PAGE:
About Asbestos

Asbestos is a naturally forming mineral called Hydrous Magnesium Silicates, whose fibres have various negative effects on people who inadvertently inhale them. Mainly mined and imported from Canada and South Africa, it used to be a popular building material with contractors in the United Kingdom, on account of its more durable properties. Prior to new legislation introduced in the year 2000, approximately 5 million tonnes were imported into the UK and used extensively in more than 500,000 buildings. In many cases and products, asbestos remains in a good condition for decades. By learning more about asbestos, you will know what to be wary on in your working environment.

Types of Asbestos

Although the various asbestos types are commonly referred to by colour, this does not prove an ideal way to identify the material and microscopic investigation is recommended by the accredited surveyors and laboratories. There are 3 main commonly known types of asbestos:

Chrysotile – commonly known as white asbestos. Used primarily in cement products and other various materials and papers.

Amosite – commonly known as brown asbestos. Typically used in pipe insulation and lagging applications or mixed with other materials to form asbestos insulation board (AIB).

Crocidolite – commonly known as blue asbestos. Typically used within sprayed coatings and insulation and referred to as the most dangerous of the three.

Working with Asbestos

It’s important to observe some basic safety do’s and don’ts when working in environments where you might be exposed to asbestos.

Don’t:

Don’t:

  • Use Methods or Equipment That Create a Lot of Dust, such as Power Tools

  • Sweep up Dust and Debris – Use a Type H Vacuum Cleaner or Wet Rags

  • Take Home Overalls Used for Asbestos Work

  • Re-Use Disposable Clothing or Masks

  • Smoke, Eat, or Drink in the Work Area

Do:

Do:

  • Stop and Ask If You Are Suspicious That Something May Be Asbestos, or If You Think the Work Might Require a Licenced Contractor

  • Follow the Plan of Work and Task Guidance Sheets – Make Sure You Use the Right Sheet for the Job

  • Take Account of Other Risks, such as Work at Height

  • Use Your Protective Equipment, including a Suitable Face Mask, Worn Properly

  • Clean up as You Go in Order to Prevent Waste Build-ups

  • Make Sure Waste is Double-Bagged and Disposed of Properly

  • Wash before Breaks and Going Home

Why Is It Dangerous?

In Great Britain, asbestos fibres are present in the environment, but people are usually exposed to very low levels of fibres. However, a key factor in the risk of developing an asbestos-related disease is the total number of fibres breathed in.

While working on or near damaged asbestos-containing materials, you’ll be exposed to many hundreds of times more fibres than in a standard environment. This increases your risk of inhaling high levels of fibres and contracting an asbestos-related disease. These diseases kill more than 4,000 people every year in the UK alone.

There are four main diseases caused by asbestos:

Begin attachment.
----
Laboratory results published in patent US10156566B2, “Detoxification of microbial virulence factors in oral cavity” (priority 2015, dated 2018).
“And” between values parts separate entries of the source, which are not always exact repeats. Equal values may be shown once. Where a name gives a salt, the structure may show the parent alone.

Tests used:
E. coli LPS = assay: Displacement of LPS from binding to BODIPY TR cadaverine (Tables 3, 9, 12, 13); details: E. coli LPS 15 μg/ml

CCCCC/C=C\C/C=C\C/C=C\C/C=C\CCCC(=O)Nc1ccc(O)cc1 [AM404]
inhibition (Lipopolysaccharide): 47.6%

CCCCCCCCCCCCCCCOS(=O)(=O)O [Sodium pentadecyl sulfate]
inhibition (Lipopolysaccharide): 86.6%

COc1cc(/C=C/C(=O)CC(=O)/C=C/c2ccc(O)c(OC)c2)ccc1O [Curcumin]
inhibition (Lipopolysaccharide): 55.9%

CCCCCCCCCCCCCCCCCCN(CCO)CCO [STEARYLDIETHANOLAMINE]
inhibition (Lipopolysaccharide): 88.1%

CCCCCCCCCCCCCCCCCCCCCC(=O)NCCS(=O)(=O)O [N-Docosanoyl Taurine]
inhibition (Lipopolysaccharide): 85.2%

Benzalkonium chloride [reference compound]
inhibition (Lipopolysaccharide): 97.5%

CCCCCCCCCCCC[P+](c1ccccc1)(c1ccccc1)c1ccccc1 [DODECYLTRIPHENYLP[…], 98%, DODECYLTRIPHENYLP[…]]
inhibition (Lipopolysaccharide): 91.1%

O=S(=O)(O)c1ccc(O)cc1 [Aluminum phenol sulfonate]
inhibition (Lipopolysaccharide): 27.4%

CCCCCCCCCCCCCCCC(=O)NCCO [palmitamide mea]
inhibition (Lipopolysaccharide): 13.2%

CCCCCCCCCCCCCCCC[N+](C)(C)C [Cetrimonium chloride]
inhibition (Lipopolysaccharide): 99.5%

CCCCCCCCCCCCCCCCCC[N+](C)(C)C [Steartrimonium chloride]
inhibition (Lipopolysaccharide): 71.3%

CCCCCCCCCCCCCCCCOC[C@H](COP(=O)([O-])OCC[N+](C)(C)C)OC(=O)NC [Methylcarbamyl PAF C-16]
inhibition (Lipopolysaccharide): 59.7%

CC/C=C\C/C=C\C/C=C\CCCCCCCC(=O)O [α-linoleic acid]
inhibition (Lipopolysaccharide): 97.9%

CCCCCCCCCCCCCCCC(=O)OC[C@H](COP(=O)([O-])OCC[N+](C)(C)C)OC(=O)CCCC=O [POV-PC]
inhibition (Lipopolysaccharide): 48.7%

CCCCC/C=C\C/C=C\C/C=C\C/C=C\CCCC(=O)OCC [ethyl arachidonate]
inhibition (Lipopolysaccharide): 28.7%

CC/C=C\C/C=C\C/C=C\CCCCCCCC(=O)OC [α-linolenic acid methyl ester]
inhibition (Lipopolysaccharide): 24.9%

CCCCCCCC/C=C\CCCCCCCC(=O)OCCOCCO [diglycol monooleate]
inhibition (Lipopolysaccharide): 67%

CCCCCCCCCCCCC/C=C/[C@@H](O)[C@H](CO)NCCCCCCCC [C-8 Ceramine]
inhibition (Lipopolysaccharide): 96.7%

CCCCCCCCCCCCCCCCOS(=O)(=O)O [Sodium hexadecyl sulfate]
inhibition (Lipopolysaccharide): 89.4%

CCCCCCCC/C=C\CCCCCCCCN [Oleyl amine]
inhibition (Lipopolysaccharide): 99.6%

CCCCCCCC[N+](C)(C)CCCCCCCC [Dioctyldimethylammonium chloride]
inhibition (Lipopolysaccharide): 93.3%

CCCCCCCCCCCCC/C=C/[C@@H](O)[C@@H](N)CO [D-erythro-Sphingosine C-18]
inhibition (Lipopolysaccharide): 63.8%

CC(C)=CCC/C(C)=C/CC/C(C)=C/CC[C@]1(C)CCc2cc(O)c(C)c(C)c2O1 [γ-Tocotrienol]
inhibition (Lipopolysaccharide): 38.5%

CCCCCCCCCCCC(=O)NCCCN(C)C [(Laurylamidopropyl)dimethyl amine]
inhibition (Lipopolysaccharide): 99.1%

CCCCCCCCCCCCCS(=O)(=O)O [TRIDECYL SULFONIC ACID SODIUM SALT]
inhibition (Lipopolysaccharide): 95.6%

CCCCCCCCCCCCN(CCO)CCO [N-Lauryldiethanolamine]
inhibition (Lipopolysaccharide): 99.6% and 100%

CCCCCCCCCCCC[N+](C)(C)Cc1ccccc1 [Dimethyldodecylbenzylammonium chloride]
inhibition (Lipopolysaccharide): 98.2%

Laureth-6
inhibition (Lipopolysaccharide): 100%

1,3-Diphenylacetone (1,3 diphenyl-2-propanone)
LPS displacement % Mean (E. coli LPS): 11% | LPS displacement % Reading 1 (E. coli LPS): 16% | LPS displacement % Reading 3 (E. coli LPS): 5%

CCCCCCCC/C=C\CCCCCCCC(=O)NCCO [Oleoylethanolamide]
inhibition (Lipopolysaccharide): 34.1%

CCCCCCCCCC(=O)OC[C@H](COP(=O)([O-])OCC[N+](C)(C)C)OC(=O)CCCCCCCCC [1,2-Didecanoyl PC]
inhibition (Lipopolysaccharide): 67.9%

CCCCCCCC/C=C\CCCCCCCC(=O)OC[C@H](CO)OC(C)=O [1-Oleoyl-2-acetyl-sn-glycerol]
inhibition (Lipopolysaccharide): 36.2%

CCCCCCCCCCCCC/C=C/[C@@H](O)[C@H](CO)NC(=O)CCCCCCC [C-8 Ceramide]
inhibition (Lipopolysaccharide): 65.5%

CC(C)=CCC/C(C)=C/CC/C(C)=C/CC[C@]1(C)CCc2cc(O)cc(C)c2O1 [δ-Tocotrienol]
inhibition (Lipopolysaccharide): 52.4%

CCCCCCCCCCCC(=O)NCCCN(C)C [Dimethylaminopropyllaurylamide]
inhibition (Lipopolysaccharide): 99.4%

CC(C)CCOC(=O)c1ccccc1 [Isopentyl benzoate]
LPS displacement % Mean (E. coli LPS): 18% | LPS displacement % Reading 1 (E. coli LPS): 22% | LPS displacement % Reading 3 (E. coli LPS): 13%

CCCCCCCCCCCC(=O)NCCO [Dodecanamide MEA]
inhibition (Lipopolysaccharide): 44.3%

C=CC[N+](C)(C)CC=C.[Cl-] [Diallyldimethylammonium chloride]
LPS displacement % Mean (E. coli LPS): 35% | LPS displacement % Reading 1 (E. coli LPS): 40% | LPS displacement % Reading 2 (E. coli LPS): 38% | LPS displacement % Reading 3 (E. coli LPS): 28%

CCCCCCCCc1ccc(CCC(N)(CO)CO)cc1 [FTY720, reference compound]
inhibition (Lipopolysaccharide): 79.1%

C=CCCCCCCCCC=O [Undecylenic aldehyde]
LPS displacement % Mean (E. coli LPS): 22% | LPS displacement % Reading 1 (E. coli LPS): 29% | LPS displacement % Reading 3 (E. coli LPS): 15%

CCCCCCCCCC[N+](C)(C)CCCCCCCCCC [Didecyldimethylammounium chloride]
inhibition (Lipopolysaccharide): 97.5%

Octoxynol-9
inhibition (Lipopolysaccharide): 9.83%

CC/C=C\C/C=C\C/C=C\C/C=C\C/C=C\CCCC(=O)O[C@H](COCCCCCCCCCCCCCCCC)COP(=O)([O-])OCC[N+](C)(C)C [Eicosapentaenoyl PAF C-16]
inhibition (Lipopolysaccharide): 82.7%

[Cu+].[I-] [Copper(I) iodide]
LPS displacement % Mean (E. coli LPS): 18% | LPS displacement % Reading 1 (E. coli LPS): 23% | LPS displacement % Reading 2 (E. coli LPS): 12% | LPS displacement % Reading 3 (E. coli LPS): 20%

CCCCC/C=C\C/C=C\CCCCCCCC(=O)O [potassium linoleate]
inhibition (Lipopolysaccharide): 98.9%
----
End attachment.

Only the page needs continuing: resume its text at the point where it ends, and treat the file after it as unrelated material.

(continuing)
Why Is It Dangerous?

  • Mesothelioma (Which Is Always Fatal)

  • Lung Cancer (Almost Always Fatal)

  • Asbestosis (Not Always Fatal, but Very Debilitating)

  • Diffuse Pleural Thickening (Not Fatal)

Remember, these diseases will not affect you immediately but later on in life, so you need to protect yourself now, in order to avoid contracting an asbestos-related disease in the future. It is also important to remember that people who smoke and are also exposed to asbestos fibres are at a much greater risk of developing lung cancer.

When Am I at Risk?

You are mostly at risk when:

When Am I at Risk?

  • Working on an Unfamiliar Site, or a Building Constructed prior to 2000

  • Asbestos-Containing Materials Are Not Identified to Workers prior to Commencement of Work

  • You or Your Co-Workers Fail to Learn or Adhere to the Proper Safety Procedures and Precautions

As long as the asbestos is not damaged or located somewhere where it can be easily damaged it won’t be a risk to you. Remember:

When Am I at Risk? 2

  • You Can’t See or Smell Asbestos Fibres in the Air

  • The Effects of Asbestos Take Many Years to Appear – Avoid Inhaling It Now

  • Smoking Increases the Risk Many Times

  • Asbestos Is Only a Danger When Fibres Are Made Airborne

Where Can You Find It?

Due to its popularity in the UK construction industry, asbestos cement can be found in many different places, including articles such as water tanks, fire surrounds, and pipes. Other common places include:

Asbestos Cement Roofs – These are mainly made up of large sheets of corrugated asbestos cement; they are often found on industrial or farmyard buildings, but also can be found as roofs on garages and sheds. They are usually covered in mosses as they’ve been there for many years.

Asbestos Wall Cladding – Shape and structure similar to roof sheeting, this is often found on walls or as walls of buildings with asbestos cement roofs.

Asbestos Downpipes and Gutters – Sometimes attached at the end of cement roofs in warehouse type buildings.

Asbestos Cement Flues – Including domestic properties, this may be found in boiler systems and air conditioning and ventilation systems.


Also including:
Pipe Insulation
Asbestos Insulation Board
Sprayed Coating
Lagging

What Does It Look Like?

Asbestos cement is just ordinary cement mixed with asbestos. In some cases, asbestos can make up over a third of the cement. It is a hard, grey material which was moulded and compressed to produce some of the materials listed above.

Contact us today to enquire about safely disposing of asbestos in your workplace.

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